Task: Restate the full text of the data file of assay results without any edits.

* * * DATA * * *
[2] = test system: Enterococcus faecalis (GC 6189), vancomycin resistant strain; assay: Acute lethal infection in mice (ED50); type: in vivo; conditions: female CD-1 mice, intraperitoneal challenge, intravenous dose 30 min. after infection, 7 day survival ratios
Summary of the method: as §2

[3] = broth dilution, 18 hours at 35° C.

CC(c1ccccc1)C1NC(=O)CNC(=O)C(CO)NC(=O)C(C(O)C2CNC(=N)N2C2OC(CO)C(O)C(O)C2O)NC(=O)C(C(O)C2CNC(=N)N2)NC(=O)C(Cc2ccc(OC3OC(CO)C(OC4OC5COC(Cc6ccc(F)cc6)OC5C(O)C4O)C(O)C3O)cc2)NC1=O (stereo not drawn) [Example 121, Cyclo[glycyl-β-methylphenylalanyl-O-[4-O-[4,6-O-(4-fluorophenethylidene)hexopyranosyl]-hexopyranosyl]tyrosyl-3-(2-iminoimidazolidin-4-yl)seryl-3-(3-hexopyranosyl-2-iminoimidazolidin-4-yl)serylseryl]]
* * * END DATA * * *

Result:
[2] = test system: Enterococcus faecalis (GC 6189), vancomycin resistant strain; assay: Acute lethal infection in mice (ED50); type: in vivo; conditions: female CD-1 mice, intraperitoneal challenge, intravenous dose 30 min. after infection, 7 day survival ratios
Summary of the method: as §2

[3] = broth dilution, 18 hours at 35° C.

CC(c1ccccc1)C1NC(=O)CNC(=O)C(CO)NC(=O)C(C(O)C2CNC(=N)N2C2OC(CO)C(O)C(O)C2O)NC(=O)C(C(O)C2CNC(=N)N2)NC(=O)C(Cc2ccc(OC3OC(CO)C(OC4OC5COC(Cc6ccc(F)cc6)OC5C(O)C4O)C(O)C3O)cc2)NC1=O (stereo not drawn) [Example 121, Cyclo[glycyl-β-methylphenylalanyl-O-[4-O-[4,6-O-(4-fluorophenethylidene)hexopyranosyl]-hexopyranosyl]tyrosyl-3-(2-iminoimidazolidin-4-yl)seryl-3-(3-hexopyranosyl-2-iminoimidazolidin-4-yl)serylseryl]]